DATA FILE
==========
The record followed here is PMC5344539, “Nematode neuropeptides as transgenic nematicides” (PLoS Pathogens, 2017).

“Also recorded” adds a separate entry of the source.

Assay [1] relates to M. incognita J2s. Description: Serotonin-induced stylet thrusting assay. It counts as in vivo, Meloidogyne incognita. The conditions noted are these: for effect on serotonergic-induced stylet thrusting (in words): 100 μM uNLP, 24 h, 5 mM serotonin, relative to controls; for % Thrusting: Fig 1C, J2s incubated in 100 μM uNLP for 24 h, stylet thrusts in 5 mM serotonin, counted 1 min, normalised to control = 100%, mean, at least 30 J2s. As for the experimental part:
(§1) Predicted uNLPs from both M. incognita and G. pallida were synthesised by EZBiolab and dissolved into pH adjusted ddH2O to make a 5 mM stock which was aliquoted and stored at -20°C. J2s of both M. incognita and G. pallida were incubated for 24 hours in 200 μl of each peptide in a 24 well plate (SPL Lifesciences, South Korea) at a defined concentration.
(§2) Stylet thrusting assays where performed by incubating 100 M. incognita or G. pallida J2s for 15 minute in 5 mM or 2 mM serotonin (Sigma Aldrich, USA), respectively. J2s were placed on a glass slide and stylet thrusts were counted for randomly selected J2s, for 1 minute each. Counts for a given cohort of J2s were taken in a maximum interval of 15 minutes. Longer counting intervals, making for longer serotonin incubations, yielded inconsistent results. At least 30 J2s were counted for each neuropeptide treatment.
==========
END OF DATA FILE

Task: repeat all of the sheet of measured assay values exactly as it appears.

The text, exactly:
The record followed here is PMC5344539, “Nematode neuropeptides as transgenic nematicides” (PLoS Pathogens, 2017).

“Also recorded” adds a separate entry of the source.

Assay [1] relates to M. incognita J2s. Description: Serotonin-induced stylet thrusting assay. It counts as in vivo, Meloidogyne incognita. The conditions noted are these: for effect on serotonergic-induced stylet thrusting (in words): 100 μM uNLP, 24 h, 5 mM serotonin, relative to controls; for % Thrusting: Fig 1C, J2s incubated in 100 μM uNLP for 24 h, stylet thrusts in 5 mM serotonin, counted 1 min, normalised to control = 100%, mean, at least 30 J2s. As for the experimental part:
(§1) Predicted uNLPs from both M. incognita and G. pallida were synthesised by EZBiolab and dissolved into pH adjusted ddH2O to make a 5 mM stock which was aliquoted and stored at -20°C. J2s of both M. incognita and G. pallida were incubated for 24 hours in 200 μl of each peptide in a 24 well plate (SPL Lifesciences, South Korea) at a defined concentration.
(§2) Stylet thrusting assays where performed by incubating 100 M. incognita or G. pallida J2s for 15 minute in 5 mM or 2 mM serotonin (Sigma Aldrich, USA), respectively. J2s were placed on a glass slide and stylet thrusts were counted for randomly selected J2s, for 1 minute each. Counts for a given cohort of J2s were taken in a maximum interval of 15 minutes. Longer counting intervals, making for longer serotonin incubations, yielded inconsistent results. At least 30 J2s were counted for each neuropeptide treatment.